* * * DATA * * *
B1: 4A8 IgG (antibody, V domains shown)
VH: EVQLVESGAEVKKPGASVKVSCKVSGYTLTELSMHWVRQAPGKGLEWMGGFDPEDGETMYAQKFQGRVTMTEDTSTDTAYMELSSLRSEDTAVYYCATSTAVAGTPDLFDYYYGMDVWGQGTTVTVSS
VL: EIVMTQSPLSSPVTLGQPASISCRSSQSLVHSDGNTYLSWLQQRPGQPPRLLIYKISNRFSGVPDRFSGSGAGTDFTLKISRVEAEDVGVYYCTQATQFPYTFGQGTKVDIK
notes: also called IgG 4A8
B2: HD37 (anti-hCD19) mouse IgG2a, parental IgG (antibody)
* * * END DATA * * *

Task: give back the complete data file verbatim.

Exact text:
B1: 4A8 IgG (antibody, V domains shown)
VH: EVQLVESGAEVKKPGASVKVSCKVSGYTLTELSMHWVRQAPGKGLEWMGGFDPEDGETMYAQKFQGRVTMTEDTSTDTAYMELSSLRSEDTAVYYCATSTAVAGTPDLFDYYYGMDVWGQGTTVTVSS
VL: EIVMTQSPLSSPVTLGQPASISCRSSQSLVHSDGNTYLSWLQQRPGQPPRLLIYKISNRFSGVPDRFSGSGAGTDFTLKISRVEAEDVGVYYCTQATQFPYTFGQGTKVDIK
notes: also called IgG 4A8
B2: HD37 (anti-hCD19) mouse IgG2a, parental IgG (antibody)